"What you don’t want to do is introduce the baby in the middle of all that excitement and they associate the baby with that excitement.

‘You need to get everybody calm, even if it’s just for a couple of minutes. Leave himself outside with the baby, you come in and meet the dogs, let them all get settled and then bring the baby in.

‘Only when everyone is calm introduce them to the dogs. Let them have a sniff at a distance but it’s best if they have a sniff and they get bored and walk away, that’s what you want, that they go “OK this is new, but it isn’t a threat,” that it isn’t something to get excited about or is scary.

‘You just want it to be something that’s there that doesn’t evoke an emotion for the dog. Once you achieve that, then the baby is here and that’s just part of life.’

Aoife also has some stern words, based on her clinical training and personal experience, for parents who may have a fear that a rambunctious or jealous dog may bite or attack a child.

‘When children are bitten by dogs it is the owner’s fault. If you own a dog or when you take a dog, the responsibility you take is that you know that dog, their limits and what they are capable of. If you put them in a situation where they have the need to bite, that’s the owner’s fault. It is extremely rare that it’s the dog’s fault, we have put them in that position.

‘The rules – well, in my house anyway – are if the dog chooses to get into bed that’s their safe space, so the dog isn’t allowed to be touched while they’re in their own bed. They must be left alone.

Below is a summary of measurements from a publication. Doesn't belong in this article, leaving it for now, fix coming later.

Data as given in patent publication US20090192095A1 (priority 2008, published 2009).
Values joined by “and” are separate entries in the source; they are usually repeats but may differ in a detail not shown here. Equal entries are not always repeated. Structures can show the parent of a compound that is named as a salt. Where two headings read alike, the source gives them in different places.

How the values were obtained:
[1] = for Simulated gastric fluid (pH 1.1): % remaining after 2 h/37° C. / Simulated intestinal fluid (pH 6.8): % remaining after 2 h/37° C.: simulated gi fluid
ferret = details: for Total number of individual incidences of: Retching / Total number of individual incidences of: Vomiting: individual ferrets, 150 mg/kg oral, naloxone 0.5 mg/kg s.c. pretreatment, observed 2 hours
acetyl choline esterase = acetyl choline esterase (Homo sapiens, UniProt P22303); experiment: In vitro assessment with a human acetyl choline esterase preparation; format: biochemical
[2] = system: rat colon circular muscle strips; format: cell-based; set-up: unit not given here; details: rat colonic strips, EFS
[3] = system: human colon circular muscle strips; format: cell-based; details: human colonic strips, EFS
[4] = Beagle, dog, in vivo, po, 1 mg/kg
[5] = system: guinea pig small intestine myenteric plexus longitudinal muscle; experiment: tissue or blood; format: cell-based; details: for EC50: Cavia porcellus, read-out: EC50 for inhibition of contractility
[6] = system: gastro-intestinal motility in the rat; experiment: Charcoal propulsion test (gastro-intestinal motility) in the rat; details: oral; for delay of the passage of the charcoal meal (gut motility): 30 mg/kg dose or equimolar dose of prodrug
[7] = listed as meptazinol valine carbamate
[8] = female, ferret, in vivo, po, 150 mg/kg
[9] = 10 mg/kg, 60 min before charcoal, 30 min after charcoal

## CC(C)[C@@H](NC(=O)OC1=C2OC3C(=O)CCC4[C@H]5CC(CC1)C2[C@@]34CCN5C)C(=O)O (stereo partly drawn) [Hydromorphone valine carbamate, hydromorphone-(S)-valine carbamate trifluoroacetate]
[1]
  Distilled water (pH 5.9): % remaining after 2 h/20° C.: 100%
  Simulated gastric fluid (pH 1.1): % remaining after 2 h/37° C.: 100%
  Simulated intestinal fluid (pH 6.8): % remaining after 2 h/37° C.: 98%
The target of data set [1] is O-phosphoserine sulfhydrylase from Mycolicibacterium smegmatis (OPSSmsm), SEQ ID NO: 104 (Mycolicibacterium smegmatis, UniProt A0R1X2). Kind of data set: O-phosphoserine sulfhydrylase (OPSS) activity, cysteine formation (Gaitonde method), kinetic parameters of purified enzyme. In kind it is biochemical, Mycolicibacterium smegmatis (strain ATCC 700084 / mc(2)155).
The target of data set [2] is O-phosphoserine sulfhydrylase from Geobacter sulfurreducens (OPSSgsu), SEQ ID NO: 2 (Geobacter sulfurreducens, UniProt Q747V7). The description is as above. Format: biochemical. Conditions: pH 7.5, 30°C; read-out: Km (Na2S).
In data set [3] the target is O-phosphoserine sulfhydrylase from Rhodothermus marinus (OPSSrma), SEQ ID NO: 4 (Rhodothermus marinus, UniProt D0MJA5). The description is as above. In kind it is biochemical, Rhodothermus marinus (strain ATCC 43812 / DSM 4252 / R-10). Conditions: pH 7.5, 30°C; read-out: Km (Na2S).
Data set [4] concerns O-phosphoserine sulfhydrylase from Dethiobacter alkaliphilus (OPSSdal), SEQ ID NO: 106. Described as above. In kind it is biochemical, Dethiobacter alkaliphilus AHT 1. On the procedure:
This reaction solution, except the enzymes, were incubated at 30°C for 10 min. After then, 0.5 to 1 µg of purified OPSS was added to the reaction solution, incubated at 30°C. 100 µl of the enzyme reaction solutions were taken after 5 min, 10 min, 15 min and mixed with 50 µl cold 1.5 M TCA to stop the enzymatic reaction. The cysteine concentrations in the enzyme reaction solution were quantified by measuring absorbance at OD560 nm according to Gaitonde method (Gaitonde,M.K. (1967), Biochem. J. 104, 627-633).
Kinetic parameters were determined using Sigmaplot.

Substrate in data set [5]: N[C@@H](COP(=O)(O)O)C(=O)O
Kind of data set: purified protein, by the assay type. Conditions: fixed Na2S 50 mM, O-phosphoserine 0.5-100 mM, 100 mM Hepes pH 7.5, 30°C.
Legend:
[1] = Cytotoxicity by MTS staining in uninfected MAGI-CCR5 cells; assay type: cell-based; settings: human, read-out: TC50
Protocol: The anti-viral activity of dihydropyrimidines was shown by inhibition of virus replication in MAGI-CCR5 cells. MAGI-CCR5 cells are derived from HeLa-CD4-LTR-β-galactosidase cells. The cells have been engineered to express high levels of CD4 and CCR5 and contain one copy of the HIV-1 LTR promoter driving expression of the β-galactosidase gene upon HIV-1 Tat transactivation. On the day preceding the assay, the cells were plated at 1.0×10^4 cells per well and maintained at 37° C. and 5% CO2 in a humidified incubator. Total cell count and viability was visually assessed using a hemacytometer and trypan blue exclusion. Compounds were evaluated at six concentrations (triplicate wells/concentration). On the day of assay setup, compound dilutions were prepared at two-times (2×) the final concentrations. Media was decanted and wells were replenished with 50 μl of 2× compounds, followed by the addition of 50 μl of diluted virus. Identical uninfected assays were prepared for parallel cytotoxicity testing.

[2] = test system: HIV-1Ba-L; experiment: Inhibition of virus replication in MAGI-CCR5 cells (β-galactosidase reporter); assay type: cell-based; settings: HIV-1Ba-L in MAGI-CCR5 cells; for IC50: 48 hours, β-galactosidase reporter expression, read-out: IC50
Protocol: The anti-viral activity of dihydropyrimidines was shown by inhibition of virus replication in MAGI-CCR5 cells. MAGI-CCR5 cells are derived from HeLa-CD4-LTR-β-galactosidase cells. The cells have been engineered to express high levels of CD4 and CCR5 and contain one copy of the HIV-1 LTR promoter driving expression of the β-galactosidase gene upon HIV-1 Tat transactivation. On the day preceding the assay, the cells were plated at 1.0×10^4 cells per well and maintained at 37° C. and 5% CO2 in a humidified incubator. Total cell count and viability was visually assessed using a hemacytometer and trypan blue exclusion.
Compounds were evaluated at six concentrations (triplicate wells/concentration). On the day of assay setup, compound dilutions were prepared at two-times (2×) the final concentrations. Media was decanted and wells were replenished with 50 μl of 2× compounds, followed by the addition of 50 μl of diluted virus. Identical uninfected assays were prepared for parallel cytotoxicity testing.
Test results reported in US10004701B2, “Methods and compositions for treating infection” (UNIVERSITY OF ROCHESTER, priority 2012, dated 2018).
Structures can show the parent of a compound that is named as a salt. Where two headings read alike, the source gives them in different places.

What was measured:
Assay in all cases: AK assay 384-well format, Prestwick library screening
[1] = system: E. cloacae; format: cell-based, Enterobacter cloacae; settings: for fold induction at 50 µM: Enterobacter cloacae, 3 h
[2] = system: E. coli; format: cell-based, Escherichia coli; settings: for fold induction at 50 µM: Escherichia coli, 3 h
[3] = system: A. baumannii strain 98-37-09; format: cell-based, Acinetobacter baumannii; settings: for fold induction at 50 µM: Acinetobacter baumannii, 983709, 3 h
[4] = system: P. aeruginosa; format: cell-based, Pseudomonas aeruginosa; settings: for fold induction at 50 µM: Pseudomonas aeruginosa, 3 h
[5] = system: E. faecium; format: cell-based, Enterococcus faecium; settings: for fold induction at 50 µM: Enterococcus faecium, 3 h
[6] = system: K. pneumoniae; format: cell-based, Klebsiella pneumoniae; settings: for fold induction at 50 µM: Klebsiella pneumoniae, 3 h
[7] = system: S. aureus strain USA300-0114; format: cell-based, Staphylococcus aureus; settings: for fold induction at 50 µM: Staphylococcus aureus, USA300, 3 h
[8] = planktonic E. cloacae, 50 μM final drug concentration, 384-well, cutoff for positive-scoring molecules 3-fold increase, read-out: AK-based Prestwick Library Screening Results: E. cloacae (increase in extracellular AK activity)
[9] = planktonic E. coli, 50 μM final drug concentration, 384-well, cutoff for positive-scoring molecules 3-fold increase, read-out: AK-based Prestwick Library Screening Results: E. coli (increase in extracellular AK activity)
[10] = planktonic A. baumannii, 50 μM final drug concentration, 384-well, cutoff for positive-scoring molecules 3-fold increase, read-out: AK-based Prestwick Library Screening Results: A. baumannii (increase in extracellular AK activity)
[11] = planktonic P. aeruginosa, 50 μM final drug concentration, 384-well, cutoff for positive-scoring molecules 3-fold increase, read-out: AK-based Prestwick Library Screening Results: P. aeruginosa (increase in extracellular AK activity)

‘Children can’t be allowed to climb on them, pull ears, to pull tails, to stick fingers in places and mouths. It’s our jobs to make sure these little people aren’t manhandling the dogs – every dog will have a different limit.

‘You have to train your children to be respectful. But ultimately it is your responsibility not to put your dogs in a position where they could injure the children"




  • Ensure that the dog has their own bed, blanket or crate where they can be told to go for their own space. Try to get your dog used to walking with a buggy or pram.
  • Do not tie the leash to the buggy, however, as the dog may try to run and pull it over. Establish areas in which your dog can and cannot go.
  • If they are allowed to go upstairs, ensure the dog knows they are not allowed into a baby’s room. Introduce them to some of the baby paraphernalia in advance of the new arrival.
  • Let them sniff and examine baby's furniture and clothes.
  • Never allow a child to antagonise a dog, or pull its tail or ears.
  • When you bring a baby home for the first time, greet the dogs yourself without the baby. Let them welcome you and wait until everyone is calm and settled before introducing them to the baby.

Written by Niamh Walsh